The solid residues in livestock slurries and wastewater sludges are being researched for potential as a great biomass source
Animal waste can be used for energy recovery and nutrient recycling
SLURRES is a low cost technology and business model to mobilise livestock slurries for community based Anaerobic Digestion. The study was a collaboration between University of Limerick (UL) and TCBB Resource, and was funded by the SEAI Research, Development & Demonstration Funding Programme
TCBB RESOURCE is an R&D company that works with Irish State agencies, universities and companies to commercialise renewable energy technologies.
One of Ireland’s biggest biomass sources are the solid residues in livestock slurries, wastewater sludges and similar materials. These materials have historically been treated as wastes and were processed for disposal. These valuable resources however can be used for energy recovery and nutrient recycling.
This project was undertaken to develop the technology that will facilitate use of these materials as renewable energy resources as opposed to waste.
On a farm, sawdust is blended into animal slurries with the mixture filtered through a very high-pressure filtration process to remove the solids. The filtered solids are a compost-like material that can be cost-effectively collected and transported to a renewable energy site to convert into gas or electricity. This process is a very low-cost process that minimises the cost of renewable energy for the surrounding community.
At the farm, the residual slurry liquor is clarified to facilitate precipitation of the residual ammonia, which is removed in a crystaline form that can be used as a fertiliser. The treated water is quite pure, and can then be discharged with no environmental impact.
Support from the SEAI Research, Development & Demonstration Funding Programme provided the resources to answer key questions related to development of a separation technology that could efficiently remove solids to a standard that allowed ammonia removal from the residual liquors.
The project identified the business model and methods required to introduce this technology into the agricultural and wastewater management sectors
The SEAI research funding provided the resources to answer key questions related to development of a separation technology that could efficiently remove solids to a standard that allowed ammonia removal from the residual liquors. There are many types of filtration or separation technologies but they are generally unable to meet the separation efficiencies required to clarify the liquors without the addition of costly and environmentally damaging chemicals. The funding facilitated identification of methods that could do this without the need for the chemical additives.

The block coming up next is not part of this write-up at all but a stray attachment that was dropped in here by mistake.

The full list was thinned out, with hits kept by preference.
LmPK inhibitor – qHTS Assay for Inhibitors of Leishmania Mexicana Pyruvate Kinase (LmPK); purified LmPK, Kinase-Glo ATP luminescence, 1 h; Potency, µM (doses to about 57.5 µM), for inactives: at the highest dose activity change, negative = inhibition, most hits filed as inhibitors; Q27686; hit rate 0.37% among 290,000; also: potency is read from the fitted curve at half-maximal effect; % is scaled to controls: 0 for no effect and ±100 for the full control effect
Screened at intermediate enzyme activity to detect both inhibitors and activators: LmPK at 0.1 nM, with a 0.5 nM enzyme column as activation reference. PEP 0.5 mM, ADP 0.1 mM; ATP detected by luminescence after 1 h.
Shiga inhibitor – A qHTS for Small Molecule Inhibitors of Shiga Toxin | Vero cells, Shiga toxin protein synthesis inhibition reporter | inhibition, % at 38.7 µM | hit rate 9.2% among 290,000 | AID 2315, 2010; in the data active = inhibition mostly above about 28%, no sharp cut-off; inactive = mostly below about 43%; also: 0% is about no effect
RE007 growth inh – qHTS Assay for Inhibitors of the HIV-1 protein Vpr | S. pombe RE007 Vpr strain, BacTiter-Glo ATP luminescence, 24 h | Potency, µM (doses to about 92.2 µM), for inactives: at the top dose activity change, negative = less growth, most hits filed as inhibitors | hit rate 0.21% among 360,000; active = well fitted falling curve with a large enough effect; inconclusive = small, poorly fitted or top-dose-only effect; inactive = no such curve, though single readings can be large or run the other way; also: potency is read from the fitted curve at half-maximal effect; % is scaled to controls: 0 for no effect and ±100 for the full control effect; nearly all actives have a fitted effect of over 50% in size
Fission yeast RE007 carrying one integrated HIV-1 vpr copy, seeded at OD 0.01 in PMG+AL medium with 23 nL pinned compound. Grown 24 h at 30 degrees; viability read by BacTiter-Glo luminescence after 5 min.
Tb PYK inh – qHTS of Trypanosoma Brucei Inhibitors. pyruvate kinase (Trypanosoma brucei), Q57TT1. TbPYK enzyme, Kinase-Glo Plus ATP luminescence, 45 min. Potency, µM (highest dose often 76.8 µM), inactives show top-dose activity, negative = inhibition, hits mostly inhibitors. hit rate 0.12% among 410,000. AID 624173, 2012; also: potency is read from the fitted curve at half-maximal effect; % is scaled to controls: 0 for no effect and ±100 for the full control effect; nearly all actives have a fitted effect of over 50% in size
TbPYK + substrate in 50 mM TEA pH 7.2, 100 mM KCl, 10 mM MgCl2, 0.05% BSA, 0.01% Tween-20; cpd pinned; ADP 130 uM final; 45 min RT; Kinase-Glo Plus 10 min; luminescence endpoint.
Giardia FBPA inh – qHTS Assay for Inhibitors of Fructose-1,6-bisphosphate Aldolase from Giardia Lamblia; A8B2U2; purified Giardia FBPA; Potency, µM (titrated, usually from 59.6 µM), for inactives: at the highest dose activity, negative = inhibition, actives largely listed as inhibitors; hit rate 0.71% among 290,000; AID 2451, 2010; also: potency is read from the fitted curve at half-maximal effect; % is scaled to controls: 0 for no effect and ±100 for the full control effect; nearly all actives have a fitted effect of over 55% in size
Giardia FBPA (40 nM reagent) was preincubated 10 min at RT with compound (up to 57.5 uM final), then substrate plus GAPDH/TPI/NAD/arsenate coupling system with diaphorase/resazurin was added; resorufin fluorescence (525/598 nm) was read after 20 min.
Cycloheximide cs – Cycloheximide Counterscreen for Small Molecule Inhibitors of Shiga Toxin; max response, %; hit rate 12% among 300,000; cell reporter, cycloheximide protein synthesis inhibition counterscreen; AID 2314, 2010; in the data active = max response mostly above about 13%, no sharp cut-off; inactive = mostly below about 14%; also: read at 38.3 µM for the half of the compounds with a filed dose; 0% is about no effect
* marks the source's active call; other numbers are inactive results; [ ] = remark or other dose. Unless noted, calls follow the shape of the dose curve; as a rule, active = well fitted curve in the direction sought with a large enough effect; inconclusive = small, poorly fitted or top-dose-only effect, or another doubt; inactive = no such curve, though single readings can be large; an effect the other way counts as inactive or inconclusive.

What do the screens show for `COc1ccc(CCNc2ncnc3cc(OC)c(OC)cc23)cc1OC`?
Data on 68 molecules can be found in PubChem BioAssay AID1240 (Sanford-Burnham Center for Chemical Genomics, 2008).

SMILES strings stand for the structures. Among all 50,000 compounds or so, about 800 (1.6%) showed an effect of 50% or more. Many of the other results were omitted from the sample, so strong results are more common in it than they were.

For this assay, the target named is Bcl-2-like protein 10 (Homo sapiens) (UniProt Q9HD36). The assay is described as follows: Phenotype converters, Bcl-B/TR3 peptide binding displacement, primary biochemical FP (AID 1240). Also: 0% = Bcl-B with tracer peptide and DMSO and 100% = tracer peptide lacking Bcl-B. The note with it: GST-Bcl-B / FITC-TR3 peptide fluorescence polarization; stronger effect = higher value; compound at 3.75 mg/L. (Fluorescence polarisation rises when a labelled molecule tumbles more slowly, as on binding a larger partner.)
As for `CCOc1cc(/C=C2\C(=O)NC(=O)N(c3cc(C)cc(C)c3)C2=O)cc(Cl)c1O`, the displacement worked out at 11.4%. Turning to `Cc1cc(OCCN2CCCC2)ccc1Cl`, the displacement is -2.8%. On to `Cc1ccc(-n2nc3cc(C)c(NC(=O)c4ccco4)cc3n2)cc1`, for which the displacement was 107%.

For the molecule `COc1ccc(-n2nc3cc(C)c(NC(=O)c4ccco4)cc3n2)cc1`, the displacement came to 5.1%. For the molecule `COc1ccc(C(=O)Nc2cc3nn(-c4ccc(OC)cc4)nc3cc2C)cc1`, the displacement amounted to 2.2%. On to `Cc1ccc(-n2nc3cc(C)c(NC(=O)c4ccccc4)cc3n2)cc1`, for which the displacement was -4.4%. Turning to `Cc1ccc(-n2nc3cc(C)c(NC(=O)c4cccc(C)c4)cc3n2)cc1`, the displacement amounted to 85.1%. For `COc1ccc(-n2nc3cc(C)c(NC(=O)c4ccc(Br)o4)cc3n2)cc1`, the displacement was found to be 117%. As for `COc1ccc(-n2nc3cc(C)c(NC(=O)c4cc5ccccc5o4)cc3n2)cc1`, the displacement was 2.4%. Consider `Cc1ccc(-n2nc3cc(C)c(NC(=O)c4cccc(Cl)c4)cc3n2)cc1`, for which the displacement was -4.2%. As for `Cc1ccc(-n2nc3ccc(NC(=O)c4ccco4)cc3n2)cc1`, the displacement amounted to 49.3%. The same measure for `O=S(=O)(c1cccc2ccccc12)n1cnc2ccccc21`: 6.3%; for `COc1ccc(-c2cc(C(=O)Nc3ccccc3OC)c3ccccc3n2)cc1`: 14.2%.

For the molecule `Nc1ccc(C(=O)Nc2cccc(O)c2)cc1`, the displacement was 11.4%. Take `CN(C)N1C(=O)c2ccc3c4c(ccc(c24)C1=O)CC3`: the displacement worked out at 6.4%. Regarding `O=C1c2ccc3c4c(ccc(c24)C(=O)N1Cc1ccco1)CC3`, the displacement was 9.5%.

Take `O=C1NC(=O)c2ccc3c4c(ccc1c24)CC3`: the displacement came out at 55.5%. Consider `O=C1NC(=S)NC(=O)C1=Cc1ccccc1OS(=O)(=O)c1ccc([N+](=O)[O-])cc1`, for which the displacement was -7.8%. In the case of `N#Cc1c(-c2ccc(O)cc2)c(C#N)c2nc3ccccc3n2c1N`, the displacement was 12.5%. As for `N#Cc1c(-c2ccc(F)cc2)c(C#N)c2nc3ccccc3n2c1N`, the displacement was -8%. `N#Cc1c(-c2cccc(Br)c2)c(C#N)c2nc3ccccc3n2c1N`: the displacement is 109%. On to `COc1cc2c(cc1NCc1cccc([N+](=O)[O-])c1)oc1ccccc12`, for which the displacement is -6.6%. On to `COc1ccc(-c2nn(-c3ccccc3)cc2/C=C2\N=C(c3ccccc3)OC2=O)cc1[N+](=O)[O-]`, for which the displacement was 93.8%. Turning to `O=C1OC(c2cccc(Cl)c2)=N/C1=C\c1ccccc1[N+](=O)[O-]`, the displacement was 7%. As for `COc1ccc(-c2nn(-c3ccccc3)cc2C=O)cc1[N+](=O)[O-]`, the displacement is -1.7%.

An inside view of the learning outcomes for SLURRES
With Bart Bonsall, Managing Director of TCBB RESOURCE
How would you describe the journey of the project
There were two principal processes that had to be developed and tested. These included the development of an efficient, non-chemical aided filtration process, which included iterative testing and process optimisation, that resulted in a process that clarified liquors to a standard that could be processed for ammonia removal. The second step was to test and develop the ammonia removal process that resulted in a useful fertiliser, and water effluents purified to a standard that could be discharges to the environment. Each of these steps had to be outlined and tested at small laboratory scale, and then the filtration process had to be tested at a somewhat larger scale to ensure it worked.The next steps, which are the subject of a follow on project, are to engineer these processes into units that can be run on a continuous basis at scale.
Are you happy with its success, if so why?
Yes – the project identified the process that work and provided an outline as to how these can be engineered into commercial scale units.
What was the biggest learning outcome throughout the project for the team?
It provided the fundamental scientific data required to undertake the process engineering with a high chance of success.
What was the most challenging element?
The biggest challenge is the design and integration of an automated control system that will maintain the pressure, throughput and filter bed depth in the filtration unit to allow continuous operation while generating consistent efficient filtration results. This step has only been progressed to theory stage, and has to be developed and tested in a follow on scale up project.